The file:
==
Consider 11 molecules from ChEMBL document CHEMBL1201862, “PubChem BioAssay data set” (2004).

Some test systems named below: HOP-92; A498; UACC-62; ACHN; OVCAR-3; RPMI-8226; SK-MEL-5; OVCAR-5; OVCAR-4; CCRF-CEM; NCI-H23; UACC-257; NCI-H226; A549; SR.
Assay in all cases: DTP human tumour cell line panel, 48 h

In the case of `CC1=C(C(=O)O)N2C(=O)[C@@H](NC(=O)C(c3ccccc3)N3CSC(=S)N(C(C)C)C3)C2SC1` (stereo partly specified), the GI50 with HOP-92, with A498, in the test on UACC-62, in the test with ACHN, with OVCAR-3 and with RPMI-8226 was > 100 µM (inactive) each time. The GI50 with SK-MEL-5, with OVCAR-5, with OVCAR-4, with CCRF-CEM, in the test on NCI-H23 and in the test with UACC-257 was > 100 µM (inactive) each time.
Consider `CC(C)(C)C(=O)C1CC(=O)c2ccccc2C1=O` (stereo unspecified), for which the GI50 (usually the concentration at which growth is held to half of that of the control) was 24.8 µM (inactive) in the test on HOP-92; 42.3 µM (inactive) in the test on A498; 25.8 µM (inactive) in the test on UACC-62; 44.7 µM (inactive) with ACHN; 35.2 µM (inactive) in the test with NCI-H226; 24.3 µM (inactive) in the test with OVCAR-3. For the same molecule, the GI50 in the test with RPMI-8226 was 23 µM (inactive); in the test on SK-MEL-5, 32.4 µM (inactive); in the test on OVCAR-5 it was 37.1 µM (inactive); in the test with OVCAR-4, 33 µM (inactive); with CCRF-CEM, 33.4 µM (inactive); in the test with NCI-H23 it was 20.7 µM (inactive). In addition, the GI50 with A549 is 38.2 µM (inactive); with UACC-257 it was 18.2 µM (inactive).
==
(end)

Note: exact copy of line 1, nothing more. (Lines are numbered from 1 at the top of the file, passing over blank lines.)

Consider 11 molecules from ChEMBL document CHEMBL1201862, “PubChem BioAssay data set” (2004).